CNBC: Here’s Why Activist Investors Are on The Rise, According to Axios’ Michael Flaherty

Our former colleague and Axios editor joined CNBC’s Squawk Box to share his thoughts on the potential drivers influencing the recent rise in shareholder activism campaigns. Watch Here


Knowledge at Wharton: Choosing a New Board Leader: Eight Questions

Michael Useem, professor emeritus of management at UPenn’s Wharton, and a group of co-authors detail a list of questions company boards should use to guide their CEO selection processes. Read More

Leadership Next: CVS's Karen Lynch on the Future of Healthcare

Karen Lynch, CEO of CVS Health, joins Alan Murray's Leadership Next podcast to detail the rationale behind the company's recent acquisitions, and her vision for the company's future. Listen Here


The CLS Blue Sky Blog: SEC Commissioner Speaks at Columbia’s Going Public in the 2020s Conference

SEC Commissioner Mark Uyeda discusses the declining trend of companies choosing to go public and suggests the SEC can help revive the IPO market by fostering a regulatory environment that "appropriately balances the costs and benefits" of mandatory public disclosures. Read More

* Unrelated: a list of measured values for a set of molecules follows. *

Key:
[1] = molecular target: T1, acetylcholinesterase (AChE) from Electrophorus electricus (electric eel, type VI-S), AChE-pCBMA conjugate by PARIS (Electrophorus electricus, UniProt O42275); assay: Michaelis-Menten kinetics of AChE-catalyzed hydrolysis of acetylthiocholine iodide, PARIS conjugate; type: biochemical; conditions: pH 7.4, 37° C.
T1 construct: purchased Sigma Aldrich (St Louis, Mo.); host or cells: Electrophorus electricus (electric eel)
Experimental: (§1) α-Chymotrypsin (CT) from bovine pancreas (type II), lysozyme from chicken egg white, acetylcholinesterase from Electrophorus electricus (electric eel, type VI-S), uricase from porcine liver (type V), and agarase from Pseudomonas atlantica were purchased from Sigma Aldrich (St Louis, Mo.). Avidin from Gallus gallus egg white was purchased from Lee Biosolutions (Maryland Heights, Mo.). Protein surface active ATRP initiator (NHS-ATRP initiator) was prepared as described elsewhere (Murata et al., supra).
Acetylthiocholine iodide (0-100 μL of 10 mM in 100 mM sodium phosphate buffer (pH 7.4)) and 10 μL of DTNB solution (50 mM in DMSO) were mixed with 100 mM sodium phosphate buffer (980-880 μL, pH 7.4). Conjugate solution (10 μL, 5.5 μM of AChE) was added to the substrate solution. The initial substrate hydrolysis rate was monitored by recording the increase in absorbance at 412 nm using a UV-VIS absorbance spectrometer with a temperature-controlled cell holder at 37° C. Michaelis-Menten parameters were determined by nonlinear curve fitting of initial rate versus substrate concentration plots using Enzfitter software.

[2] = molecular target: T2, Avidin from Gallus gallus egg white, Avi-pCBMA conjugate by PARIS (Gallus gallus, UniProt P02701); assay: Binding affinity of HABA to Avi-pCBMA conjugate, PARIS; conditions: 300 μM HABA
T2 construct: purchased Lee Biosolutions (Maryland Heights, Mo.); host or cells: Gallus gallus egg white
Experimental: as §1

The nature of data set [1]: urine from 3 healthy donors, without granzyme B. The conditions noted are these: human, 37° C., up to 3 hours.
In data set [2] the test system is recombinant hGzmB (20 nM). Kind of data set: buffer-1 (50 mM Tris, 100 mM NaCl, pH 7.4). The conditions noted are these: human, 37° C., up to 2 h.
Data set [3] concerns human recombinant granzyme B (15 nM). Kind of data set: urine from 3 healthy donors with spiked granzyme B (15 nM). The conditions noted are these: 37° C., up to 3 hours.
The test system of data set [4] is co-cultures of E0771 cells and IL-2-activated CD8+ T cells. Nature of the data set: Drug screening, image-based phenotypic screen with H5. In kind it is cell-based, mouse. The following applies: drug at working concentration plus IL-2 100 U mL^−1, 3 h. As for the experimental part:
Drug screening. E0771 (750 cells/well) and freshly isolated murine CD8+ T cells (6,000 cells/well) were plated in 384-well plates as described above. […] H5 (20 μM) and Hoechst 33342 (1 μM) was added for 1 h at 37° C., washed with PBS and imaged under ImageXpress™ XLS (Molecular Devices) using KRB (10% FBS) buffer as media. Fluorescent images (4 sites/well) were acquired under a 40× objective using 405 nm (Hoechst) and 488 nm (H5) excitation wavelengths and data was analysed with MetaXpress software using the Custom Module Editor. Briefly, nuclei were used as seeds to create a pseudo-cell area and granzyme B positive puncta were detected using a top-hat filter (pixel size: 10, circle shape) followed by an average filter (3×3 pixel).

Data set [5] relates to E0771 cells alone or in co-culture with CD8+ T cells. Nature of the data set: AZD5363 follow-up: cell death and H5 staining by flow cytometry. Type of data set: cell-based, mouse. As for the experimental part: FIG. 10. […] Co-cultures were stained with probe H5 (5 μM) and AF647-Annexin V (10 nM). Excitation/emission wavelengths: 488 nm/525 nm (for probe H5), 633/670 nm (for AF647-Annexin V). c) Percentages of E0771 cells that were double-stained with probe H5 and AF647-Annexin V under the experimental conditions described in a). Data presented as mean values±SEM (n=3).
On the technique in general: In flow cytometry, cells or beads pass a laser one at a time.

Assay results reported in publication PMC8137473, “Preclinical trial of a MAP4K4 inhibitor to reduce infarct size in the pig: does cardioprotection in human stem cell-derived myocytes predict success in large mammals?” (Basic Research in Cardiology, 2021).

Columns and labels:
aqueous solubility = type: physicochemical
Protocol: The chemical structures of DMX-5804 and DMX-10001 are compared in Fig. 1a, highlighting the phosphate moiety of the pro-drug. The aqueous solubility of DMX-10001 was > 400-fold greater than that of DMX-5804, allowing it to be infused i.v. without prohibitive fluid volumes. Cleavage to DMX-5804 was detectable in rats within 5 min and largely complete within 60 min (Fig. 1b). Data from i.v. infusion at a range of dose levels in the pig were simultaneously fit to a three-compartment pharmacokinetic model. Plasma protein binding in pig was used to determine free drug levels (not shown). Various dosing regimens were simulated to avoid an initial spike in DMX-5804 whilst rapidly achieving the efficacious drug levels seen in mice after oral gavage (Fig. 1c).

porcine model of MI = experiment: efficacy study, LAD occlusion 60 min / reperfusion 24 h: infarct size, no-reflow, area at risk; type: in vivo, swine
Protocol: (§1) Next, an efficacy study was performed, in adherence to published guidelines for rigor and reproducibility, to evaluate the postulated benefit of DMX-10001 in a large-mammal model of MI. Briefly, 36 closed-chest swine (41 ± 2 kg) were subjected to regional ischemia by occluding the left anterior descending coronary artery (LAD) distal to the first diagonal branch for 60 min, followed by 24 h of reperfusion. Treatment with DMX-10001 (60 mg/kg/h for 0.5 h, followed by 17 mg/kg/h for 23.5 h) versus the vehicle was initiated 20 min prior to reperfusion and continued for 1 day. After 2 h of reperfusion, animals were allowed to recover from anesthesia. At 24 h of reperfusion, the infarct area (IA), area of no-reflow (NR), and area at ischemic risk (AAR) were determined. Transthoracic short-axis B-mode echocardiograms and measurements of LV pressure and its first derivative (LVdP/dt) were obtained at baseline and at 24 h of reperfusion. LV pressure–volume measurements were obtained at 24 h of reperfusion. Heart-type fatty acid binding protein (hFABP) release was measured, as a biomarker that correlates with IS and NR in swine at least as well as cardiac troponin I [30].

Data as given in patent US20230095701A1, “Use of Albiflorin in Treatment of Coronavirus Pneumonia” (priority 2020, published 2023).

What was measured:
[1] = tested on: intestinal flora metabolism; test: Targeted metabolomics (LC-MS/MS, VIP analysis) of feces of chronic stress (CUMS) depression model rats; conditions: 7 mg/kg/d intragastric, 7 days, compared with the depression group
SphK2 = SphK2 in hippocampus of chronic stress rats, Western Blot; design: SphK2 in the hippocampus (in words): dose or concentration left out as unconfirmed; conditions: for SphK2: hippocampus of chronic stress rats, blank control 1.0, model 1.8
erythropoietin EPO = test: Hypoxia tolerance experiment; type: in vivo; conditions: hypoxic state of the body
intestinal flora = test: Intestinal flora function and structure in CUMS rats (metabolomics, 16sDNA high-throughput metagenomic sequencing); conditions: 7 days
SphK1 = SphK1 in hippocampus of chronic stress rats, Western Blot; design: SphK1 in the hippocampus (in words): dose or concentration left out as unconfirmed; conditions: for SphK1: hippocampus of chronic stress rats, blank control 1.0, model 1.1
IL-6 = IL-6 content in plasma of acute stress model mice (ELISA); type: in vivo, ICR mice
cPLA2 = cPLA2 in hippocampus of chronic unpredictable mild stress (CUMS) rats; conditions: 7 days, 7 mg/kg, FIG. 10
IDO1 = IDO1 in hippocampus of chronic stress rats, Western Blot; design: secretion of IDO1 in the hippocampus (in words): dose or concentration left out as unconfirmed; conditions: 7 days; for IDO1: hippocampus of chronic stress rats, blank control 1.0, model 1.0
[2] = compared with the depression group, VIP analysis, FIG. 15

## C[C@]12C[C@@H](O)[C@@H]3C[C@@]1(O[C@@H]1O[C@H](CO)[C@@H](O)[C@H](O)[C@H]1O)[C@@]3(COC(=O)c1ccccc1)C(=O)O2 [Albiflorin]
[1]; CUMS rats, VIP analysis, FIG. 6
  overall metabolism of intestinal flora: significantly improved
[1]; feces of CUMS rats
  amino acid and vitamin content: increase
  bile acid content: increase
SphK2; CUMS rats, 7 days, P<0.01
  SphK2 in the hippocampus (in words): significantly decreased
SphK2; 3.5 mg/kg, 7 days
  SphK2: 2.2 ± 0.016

Breakingviews: M&A Bankers Trip Over Their Cracked Crystal Balls

Liam Proud examines how the current regulatory environment is impacting uncertainty investment bankers face in accurately assessing M&A volume. Read More


The Wall Street Journal: Justice Department Sues to Block JetBlue from Buying Spirit Airlines

Dave Michaels and Andrew Tangel report that the DOJ will sue to block the proposed JetBlue and Spirit merger to prevent further industry consolidation. JetBlue maintains the merger will help it better compete with the U.S.’s four largest domestic airlines. Read More

Debevoise & Plimpton: ESG and Antitrust: More Focus but No Consensus

In their latest “Debevoise in Depth” update, the law firm stresses that ESG-related initiatives are still subject to antitrust scrutiny and lists potential tactics to help companies and asset managers minimize antitrust risks around their ESG efforts. Read More


New York Times: On Wall St., ‘Socially Responsible’ Is Common Sense. In Congress, It’s Political

Jeff Sommer writes that while ESG investing has become commonplace, many federal and state politicians have turned discussion around ESG initiatives into a political issue and are filing suits to change Labor Department rules. Read More